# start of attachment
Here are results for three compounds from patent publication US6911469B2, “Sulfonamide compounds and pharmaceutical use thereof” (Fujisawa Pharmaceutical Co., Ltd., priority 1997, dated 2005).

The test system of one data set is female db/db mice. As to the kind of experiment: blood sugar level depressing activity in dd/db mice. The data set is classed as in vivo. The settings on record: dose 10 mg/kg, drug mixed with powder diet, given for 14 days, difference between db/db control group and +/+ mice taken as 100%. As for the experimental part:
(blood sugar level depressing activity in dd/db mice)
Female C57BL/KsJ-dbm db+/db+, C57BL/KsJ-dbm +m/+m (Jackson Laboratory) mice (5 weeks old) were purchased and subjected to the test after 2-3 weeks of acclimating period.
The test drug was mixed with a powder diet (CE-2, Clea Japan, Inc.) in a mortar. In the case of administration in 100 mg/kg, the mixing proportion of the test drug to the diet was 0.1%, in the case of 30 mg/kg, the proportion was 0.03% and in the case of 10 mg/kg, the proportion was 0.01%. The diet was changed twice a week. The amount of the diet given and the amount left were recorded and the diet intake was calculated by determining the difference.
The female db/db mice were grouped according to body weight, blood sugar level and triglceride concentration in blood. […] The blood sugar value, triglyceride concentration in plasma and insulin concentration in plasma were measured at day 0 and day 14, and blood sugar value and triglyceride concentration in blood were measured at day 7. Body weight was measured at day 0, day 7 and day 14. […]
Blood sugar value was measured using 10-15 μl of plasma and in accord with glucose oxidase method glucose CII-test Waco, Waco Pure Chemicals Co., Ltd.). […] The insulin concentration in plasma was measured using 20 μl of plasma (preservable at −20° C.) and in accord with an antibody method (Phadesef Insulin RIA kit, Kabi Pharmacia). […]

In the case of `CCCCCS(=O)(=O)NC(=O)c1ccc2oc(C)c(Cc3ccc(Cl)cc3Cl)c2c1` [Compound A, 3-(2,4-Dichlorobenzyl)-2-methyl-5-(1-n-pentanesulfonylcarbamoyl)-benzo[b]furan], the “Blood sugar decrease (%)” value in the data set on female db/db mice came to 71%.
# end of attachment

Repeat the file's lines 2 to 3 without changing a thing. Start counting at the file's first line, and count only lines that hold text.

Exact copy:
The test system of one data set is female db/db mice. As to the kind of experiment: blood sugar level depressing activity in dd/db mice. The data set is classed as in vivo. The settings on record: dose 10 mg/kg, drug mixed with powder diet, given for 14 days, difference between db/db control group and +/+ mice taken as 100%. As for the experimental part:
(blood sugar level depressing activity in dd/db mice)